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Three parent babies needless as 'cure' for mitochondrial disease on horizon

posted 25 Jul 2015, 21:41 by Crossways Dorking   [ updated 10 Sep 2015, 03:10 ]
Damaged cells can be turned back into their original stem cell form where they no longer have mutations


The creation of three parent babies may no longer be necessary after scientists discovered a potential cure for mitochondrial diseases like muscular dystrophy.

In February the government changed the law to allow IVF clinics to use donor DNA from a 'second mother' to repair the defective eggs of women at risk of passing on mitochondrial disease to their children.

It is controversial because it would result in babies having DNA from three people for the first time in human history.

But a new study from Oregon Health & Science University suggests that using genetic material from a third person may not be necessary after all. They have discovered that even people suffering from mitochondrial disease can still produce healthy mitochondrial DNA which can be used to mend the defects.

Mitochondria act like batteries, powering cells. But in mitochondrial disease the DNA does not fuel cells fully, causing problems such as muscle wasting, as in the case of muscular dystrophy.


Dr Shoukhrat Mitalipov, of the Centre for Embryonic Cell and Gene Therapy, has shown that it is possible to turn damaged cells back into their original stem cell form where they no longer have mutations. Those cells can then be multiplied in a lab and transplanted back into the body to repair damaged tissue.

“To families with a loved one born with a mitochondrial disease waiting for a cure, today we can say that a cure is on the horizon,” said Dr Mitalipov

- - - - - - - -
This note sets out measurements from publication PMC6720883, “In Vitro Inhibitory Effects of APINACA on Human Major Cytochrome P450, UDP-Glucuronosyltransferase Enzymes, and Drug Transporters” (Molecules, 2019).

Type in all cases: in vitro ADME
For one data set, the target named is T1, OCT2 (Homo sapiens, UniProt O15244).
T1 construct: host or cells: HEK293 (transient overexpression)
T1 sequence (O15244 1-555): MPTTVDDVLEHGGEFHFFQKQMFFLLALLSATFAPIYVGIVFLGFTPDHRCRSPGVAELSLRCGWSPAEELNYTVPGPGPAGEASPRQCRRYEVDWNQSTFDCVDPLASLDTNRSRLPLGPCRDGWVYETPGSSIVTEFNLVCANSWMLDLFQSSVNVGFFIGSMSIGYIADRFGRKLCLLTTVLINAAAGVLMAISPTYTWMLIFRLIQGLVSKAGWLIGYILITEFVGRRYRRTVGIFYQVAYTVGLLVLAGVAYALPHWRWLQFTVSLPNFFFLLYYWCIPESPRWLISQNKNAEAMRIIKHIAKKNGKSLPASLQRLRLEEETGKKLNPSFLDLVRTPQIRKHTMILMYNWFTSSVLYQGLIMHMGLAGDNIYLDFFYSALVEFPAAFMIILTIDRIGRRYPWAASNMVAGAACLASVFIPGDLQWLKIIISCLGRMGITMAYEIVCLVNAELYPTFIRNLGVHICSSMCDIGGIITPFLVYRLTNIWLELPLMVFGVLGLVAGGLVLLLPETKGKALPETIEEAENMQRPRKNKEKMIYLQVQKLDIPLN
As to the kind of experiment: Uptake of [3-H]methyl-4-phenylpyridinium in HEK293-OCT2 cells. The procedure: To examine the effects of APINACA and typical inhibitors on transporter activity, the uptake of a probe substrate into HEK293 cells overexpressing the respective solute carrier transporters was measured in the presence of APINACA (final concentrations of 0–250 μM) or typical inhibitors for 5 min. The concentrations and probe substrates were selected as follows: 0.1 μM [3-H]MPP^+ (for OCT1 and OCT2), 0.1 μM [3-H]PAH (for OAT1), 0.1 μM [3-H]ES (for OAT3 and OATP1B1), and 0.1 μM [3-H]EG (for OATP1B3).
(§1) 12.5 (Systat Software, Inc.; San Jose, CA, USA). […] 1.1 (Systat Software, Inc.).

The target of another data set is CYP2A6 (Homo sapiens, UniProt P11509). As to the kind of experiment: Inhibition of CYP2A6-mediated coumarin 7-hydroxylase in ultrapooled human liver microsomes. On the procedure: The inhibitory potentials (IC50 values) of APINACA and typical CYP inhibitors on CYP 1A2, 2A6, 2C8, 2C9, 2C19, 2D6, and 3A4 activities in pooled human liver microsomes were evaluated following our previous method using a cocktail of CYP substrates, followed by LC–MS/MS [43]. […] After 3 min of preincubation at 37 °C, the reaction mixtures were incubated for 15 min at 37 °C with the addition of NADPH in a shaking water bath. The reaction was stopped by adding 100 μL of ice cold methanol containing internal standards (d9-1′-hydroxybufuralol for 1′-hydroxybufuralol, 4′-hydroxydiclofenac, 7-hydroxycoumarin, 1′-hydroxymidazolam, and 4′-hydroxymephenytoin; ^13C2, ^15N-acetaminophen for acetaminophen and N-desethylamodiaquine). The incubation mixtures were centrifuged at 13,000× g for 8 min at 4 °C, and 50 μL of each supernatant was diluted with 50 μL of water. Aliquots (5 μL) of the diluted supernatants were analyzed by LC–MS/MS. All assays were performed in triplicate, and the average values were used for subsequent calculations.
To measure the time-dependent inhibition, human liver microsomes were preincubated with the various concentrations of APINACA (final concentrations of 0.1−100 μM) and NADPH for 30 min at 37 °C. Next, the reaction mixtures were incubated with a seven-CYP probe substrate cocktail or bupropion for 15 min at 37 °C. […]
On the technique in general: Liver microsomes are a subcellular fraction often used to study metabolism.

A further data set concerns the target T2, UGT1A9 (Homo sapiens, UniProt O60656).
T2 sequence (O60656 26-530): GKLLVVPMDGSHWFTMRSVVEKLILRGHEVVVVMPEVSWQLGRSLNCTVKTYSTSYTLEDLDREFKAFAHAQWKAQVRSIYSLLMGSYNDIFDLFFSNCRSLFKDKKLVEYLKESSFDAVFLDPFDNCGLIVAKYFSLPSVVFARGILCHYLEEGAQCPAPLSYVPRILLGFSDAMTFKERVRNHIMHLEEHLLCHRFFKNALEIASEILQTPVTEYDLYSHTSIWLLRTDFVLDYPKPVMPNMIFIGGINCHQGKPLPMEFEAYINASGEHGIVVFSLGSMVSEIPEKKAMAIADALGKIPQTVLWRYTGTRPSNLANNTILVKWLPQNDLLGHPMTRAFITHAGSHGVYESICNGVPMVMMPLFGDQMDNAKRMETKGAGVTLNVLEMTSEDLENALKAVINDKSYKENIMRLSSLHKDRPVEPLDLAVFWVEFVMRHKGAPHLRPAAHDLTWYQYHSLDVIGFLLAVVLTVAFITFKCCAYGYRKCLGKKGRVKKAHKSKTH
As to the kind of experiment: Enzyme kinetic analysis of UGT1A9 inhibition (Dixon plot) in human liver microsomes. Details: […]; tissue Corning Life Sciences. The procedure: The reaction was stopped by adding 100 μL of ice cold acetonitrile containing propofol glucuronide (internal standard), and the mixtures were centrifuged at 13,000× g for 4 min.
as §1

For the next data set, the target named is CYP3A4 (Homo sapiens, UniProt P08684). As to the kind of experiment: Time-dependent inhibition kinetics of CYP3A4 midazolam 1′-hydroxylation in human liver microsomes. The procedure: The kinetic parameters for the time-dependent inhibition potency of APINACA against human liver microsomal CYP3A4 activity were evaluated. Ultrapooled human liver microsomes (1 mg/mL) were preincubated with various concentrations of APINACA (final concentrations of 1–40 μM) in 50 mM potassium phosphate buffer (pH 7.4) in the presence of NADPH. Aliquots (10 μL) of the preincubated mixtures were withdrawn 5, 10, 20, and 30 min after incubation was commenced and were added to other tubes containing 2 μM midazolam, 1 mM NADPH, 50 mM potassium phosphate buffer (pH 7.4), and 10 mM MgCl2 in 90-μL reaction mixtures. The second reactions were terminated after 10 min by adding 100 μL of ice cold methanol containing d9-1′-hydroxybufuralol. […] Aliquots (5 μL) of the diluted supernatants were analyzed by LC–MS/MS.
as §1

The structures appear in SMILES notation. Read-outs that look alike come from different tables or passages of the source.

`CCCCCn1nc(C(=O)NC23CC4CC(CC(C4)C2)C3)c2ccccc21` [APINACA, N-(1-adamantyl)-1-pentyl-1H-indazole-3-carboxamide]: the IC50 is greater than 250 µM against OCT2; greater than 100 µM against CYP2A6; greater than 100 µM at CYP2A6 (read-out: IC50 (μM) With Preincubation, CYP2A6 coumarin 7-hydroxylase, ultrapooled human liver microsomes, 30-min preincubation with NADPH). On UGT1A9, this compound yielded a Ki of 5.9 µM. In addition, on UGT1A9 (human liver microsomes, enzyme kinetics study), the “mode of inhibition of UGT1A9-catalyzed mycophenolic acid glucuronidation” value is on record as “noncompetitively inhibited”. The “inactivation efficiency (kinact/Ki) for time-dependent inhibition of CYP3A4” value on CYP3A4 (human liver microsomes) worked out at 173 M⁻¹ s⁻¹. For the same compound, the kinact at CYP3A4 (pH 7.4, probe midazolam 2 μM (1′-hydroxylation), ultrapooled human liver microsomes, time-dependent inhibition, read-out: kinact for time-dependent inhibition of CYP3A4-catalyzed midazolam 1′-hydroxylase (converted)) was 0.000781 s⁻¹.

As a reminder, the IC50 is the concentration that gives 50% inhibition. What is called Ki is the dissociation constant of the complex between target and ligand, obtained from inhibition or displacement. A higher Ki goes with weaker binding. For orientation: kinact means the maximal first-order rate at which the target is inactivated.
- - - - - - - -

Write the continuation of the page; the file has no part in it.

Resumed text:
“Over the past several years, we have been working to generate stem cells for use in combating disease.

“This critical first step toward treating these diseases using gene therapy will put us on the path to curing them.

“And, unlike unmatched tissue or organ donations, combined gene and cell therapy will allow us to create the patients’ own healthy tissue that will not be rejected by their bodies.”

Mitochondrial mutations can cause a vast range of fatal or severely debilitating diseases, including diabetes, deafness, eye disorders, gastrointestinal disorders, heart disease, dementia, and several other neurological diseases.

The researchers discovered that when skin cells from patients with mitochondrial disease are converted back to stem cells in a lab some of them were free from mutations. Those corrected stem cells can then be multiplied and transplanted back into the body. Although the work has only been done in the lab so far, the team is hopeful it could soon be tested in patients who have few treatment options available.

The breakthough was welcomed by British scientists as ‘exciting’ but they warned it could take some time to set up clinical trials.

Prof Darren Griffin, Professor of Genetics and Director of the Centre for Interdisciplinary Studies of Reproduction (CISoR), University of Kent, said: “This is clearly a very exciting study that might pave the way to possible treatment of mitochondrial disorders.

“These diseases can be horrendous and any routes to therapy (including palliative care) is most welcome.

“The authors have devised a very elegant system to correct the genetic defect in question. It will however be some time before it can be applied clinically given the need for clinical trials etc.”

Dr Dusko Ilic, Reader in Stem Cell Science, King’s College London, said the study was ‘beautifully executed’ and could eventually allow mothers at risk of passing on mitochondrial disease to use their own healthy mitochondria to repair their eggs.

“Following this approach, theoretically, one might be able to generate eggs with all healthy mitochondria from the mitochondrial disease carrier and in such a way eliminate a need for the healthy donor mitochondria or "the third parent",” he said.

The research was published in the journal Nature.


Source: http://www.telegraph.co.uk/news/science/science-news/11741788/Three-parent-babies-needless-as-cure-for-mitochondrial-disease-on-horizon.html






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